How to Keep Your Car from Looking (and Smelling) Like a Kennel

Keep your car from looking and smelling like a kennel with these road-tested, expert-approved tips.
By: Shara Rutberg
How to keep your car from smelling like a kennel

Two skunked St. Bernards in a Honda civic. A white German Shepherd in a brand new Escalade with dark interior. A dog walker’s van that spends every day packed with dogs fresh from the (muddy) Colorado trails. In a decade of running Smudge Car & Dog Wash in Colorado Springs, Colo., Robert Wulfe has seen—and cleaned—it all.

Like Wulfe, any pet parent can attest that life with a dog can easily turn your car into a host for unpleasant odors, mud and furballs. But with a bit of preparation, maintenance and know-how, you can keep your car from looking and smelling like a kennel no matter how often your dirty dog rides in it with these road-tested, expert-approved tips:

Start From the Ground Up

Adding a set of heavy-duty rubber mats to your vehicle’s floor can help contain anything your dog brings into the car (or anything that comes out of your dog while he’s in the car) and protect the carpet beneath them, Wulfe says. He recommends purchasing mats that have been laser-cut to fit your car’s make and model, though any durable, non-slip rubber mat that can be easily hosed off will add a layer of protection to your car.

Contain the Canine Chaos

If you know you’re heading somewhere your pup will get especially muddy, sandy or wet, bring along his crate and line it with an easy-to-clean mat or blanket, says Amy Schumann, marketing and communications manager at West Paw Designs, a Bozeman, Montana-based company that makes eco-friendly dog toys and beds.

Keeping your pooch in the back seat or rear section of the car can also contain the mess, says Paul Banker of Outward Hound, a Colorado-based manufacturer of dog toys and gear. If your pup often makes a move for the front seat, there are a range of metal barriers designed to keep your dog from escaping the backseat, he says.

Take Cover

Covering your car’s seats is critical, says Celine Witherell, communications manager of Dr. Beasley’s, a line of earth-friendly car care products (named for the founder’s Malamute, Beasley). Store-bought seat covers range in quality and price, or if you don’t want to invest much, a thick bed sheet will do the trick, she says. The key is to spray the cover and your upholstery with a protective coating you can find at auto shops or online to further prevent damage to your car.

Car upholstery protectant is similar to what you would spray on rain gear to help boost weatherproofing, she says, and makes upholstery easier to clean by putting an additional barrier between the contaminant and the surface.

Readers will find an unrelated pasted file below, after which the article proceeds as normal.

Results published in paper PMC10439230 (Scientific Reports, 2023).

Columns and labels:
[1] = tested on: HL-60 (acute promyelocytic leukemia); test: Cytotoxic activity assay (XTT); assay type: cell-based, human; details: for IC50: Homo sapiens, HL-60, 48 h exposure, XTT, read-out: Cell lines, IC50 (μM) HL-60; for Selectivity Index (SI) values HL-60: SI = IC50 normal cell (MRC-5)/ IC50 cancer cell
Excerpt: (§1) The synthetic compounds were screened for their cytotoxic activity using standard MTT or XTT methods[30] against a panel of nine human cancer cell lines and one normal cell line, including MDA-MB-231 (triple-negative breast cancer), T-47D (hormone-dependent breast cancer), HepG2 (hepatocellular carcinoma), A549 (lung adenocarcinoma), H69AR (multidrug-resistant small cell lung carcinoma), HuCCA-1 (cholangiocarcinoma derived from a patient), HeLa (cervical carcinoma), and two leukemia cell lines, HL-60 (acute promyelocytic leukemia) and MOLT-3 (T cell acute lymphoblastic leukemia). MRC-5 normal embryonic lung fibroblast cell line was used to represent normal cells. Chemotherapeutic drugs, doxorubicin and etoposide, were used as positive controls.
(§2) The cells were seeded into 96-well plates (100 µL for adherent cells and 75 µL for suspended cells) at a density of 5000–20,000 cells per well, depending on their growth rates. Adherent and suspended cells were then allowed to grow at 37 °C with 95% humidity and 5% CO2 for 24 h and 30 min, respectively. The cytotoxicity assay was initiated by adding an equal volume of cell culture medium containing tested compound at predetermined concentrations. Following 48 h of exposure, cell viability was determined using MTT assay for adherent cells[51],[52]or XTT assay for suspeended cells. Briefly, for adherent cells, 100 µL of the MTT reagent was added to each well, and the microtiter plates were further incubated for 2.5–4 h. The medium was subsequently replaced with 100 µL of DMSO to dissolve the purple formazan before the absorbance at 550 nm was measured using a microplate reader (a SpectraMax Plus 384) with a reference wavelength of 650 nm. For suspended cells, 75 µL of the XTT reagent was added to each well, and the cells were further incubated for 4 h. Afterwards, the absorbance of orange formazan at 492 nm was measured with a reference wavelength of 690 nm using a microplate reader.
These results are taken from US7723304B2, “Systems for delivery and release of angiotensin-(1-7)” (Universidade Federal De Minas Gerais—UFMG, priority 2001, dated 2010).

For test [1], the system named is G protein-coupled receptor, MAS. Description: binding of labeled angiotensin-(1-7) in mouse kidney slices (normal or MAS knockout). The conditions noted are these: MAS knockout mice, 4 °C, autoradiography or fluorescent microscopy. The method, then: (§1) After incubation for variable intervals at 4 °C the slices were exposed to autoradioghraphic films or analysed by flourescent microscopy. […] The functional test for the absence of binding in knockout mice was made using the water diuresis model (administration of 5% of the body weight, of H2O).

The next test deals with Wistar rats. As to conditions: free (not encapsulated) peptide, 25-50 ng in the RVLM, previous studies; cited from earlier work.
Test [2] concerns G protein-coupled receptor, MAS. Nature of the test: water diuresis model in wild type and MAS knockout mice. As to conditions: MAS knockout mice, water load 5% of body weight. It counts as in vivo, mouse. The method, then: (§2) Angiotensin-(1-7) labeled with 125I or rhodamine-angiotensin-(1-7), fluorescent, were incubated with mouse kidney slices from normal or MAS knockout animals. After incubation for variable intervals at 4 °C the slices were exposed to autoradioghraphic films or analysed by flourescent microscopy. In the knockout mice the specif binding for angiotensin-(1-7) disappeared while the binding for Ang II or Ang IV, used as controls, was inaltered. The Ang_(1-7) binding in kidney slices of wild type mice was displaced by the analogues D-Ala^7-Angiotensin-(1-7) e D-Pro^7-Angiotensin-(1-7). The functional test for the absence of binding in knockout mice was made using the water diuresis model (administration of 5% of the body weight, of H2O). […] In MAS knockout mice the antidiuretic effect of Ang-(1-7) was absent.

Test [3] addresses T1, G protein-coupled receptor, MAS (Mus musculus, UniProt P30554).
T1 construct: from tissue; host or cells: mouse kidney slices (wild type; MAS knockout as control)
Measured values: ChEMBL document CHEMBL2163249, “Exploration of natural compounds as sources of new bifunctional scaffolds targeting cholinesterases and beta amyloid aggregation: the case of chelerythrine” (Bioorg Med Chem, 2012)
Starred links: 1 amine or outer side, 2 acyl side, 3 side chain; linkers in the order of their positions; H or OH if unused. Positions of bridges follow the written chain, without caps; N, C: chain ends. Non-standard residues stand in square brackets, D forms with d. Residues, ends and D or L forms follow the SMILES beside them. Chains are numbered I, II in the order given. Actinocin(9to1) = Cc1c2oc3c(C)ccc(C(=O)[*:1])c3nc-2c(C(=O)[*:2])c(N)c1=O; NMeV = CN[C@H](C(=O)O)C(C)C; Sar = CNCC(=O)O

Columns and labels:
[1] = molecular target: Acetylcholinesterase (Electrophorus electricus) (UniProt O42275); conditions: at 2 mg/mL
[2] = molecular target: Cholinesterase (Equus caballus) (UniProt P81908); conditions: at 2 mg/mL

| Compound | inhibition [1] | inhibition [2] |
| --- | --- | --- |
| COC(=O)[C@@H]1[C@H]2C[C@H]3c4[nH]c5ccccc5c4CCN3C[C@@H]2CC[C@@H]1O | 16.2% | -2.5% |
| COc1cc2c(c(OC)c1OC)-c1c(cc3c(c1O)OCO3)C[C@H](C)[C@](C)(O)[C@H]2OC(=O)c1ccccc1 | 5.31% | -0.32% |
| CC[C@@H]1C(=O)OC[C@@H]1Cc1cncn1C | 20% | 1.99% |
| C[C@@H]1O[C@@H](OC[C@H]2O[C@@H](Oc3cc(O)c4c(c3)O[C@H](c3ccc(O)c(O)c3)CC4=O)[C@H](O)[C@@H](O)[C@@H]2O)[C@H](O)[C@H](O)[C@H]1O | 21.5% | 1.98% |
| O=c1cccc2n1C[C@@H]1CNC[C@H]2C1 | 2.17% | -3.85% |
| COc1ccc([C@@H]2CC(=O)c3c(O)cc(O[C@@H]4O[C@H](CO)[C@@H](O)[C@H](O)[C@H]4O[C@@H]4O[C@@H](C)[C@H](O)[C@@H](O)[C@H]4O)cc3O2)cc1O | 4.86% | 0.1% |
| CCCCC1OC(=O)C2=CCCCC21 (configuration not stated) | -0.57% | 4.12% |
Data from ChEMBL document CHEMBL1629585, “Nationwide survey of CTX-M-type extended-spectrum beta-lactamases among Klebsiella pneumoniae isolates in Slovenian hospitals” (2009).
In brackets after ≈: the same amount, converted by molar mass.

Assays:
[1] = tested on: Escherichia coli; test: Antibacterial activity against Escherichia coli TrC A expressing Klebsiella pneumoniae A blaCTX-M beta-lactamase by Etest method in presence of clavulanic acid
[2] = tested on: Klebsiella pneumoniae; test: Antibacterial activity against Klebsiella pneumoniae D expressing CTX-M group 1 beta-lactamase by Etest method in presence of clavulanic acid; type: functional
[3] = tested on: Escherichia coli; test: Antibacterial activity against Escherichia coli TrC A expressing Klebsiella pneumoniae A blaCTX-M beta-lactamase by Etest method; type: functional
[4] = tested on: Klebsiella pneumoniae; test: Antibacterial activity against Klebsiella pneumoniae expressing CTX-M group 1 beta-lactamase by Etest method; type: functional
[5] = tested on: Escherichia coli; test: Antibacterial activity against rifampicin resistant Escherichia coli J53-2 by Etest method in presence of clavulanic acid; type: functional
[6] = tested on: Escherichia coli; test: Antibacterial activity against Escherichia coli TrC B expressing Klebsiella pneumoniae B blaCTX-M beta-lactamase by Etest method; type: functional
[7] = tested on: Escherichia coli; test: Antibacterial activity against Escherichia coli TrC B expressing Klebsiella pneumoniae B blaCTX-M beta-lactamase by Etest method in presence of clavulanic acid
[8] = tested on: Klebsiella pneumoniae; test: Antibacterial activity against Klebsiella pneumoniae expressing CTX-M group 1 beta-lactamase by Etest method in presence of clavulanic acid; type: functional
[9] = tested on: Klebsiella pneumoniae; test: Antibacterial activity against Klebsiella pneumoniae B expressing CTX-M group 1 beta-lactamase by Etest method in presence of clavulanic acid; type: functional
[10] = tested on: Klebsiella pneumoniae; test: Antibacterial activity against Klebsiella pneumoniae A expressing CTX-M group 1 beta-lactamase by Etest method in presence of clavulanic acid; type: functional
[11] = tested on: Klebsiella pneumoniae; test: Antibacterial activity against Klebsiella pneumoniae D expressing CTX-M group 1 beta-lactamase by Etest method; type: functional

“Say you’re headed to the lake with your dog,” she says. “With a protectant, you can more easily wipe off the mud and water he leaves on the seats. Plus, it prevents the fabric from absorbing the odor.”

Don’t try to scrub dog stains and mud out of your upholstery with soap and water, as you’ll want to avoid adding more moisture to the stain if possible, Witherell says. Unless you have a professional-grade vacuum to suck all the water out, it can create stinky mold.

Tackle the Hair

Surprisingly, the hair left by fluffier breeds like shepherds and huskies can be easier to remove than the stuff left behind by smooth-coated dogs, Wulfe says. It’s the shorter hair that weaves itself into carpet and upholstery.

“You can vacuum over it forever and it won’t budge,” he says. “But if you put on a suede gardening glove, wet it, and rub over the area in circles, it lifts the hair out. Then you can vacuum it up.”

Carpet stones (similar to a pumice stone) are also great for the same task and cost about ten dollars, he says. And don’t forget the old standby. “Lint brushes are a dog owner’s’ best friend,” Shumann says. “Invest in a lot.”

Be Prepared

Assembling a kit to keep in your car for wiping down your pooch before he hops in while you’re out and about can help save time later. Keep a few old towels in the car and practice a “pre-boarding” wipe down to get most of the mud and dirt off your dog before he hops in, Schumann says, adding that this can save you from more extensive cleaning down the road.

Wulfe suggests also keeping a bottle of water in the car for rinsing especially messy paws. Keep the towels and water bottle together with poop bags, water bowls, leashes and other items that are always good to have on the road.

The final tip for keeping your dog mobile, er, car from devolving into a kennel on wheels? Use enzyme-based air fresheners, Witherell says. “The enzymes capture the smelly molecules and remove them. Don’t use a product that adds scent, use one that takes it out.”